The cost of kindness
Published: August 3, 2012
Tags: S&K Pump & Plumbing
My heart was in the right place. The jumper cables weren’t.
So when the woman whose car was out of juice in the parking lot near my office asked whether I could help her, I grabbed the cables from my trunk, where they have been for years.
And with a sizzling pop and shower of sparks, I learned the price of a good deed: $220.35 to replace a blown-out fuse box and crisped alternator cable.
I was lucky.
Jeff Kuhn’s attempt to help someone out could cost him, or maybe his insurance company, $18,452. The president of S&K Pump & Plumbing Inc., Brookfield, in July sent a crew to a woman’s house to replace a leaky underground pipe running from her basement to the well.
The crew had to dig up the pipe, and when it was covered again, the dirt was higher than the grade in the yard. So Kuhn let the woman borrow for free the company’s soaker pipe, which hooks up to a hose.
The idea is to get the dirt wet so it settles. The woman left the water running so long that it flooded her basement.
Her insurance now is blaming Kuhn’s company for the flood damage because the soaker pipe did not come with clear instructions.
This is the same guy who once fronted money to a new employee for a car so he could get to work. The employee used the money for the car, then used the car to drive south. He landed in jail and still hasn’t driven that car back to S&K.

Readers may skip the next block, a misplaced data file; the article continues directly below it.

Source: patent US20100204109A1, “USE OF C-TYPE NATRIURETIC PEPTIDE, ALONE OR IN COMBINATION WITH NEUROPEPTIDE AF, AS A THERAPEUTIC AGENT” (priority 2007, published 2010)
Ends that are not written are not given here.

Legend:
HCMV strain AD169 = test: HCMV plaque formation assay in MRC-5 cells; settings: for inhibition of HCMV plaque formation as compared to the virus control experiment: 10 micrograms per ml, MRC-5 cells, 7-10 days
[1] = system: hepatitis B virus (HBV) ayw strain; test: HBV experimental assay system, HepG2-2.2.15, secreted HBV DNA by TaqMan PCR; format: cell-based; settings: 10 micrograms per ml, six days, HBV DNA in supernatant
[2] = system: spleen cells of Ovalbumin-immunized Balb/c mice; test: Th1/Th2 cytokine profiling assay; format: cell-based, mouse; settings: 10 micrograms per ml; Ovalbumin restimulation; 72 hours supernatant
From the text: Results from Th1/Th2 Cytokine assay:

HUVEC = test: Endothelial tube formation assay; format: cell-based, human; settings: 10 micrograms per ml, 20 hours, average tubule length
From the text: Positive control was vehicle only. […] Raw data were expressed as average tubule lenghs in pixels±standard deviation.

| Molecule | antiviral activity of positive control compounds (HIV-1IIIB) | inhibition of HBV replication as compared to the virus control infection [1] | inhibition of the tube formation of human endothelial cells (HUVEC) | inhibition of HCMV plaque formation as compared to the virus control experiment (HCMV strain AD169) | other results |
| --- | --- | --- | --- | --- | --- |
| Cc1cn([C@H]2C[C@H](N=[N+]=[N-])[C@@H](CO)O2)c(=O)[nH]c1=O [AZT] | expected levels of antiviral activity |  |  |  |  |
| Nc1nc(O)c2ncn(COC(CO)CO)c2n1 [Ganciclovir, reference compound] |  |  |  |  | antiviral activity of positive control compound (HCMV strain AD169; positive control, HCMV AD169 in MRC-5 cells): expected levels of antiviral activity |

Kuhn could be bitter. He could be fed up with his punishment for his good deeds.
But while he might hesitate the next time someone asks him for cash to buy a car, he said, the soaker pipe, perhaps with written instructions, still is available to those who need it.
His reasoning is that it’s worth paying the price if it means giving a hand to someone who needs it.
“More good is done than harm,” he said.
That might be true. After all, somewhere around Milwaukee is a woman driving a car that I brought back to life. Her half of the experience was the ideal of a good deed.
I hope she shares Kuhn’s faith in the value of helping others.
She doesn’t need to know the price I paid or that I finally found the right place for those jumper cables: in the garbage bin behind my house.
I haven’t soured on helping others. But after the sparks flew, I replaced the jumper cables with a shot of prudence and the phone number of the nearest mechanic.
Chris Thompson is the editor of The Daily Reporter. His wife won’t let him drive her car.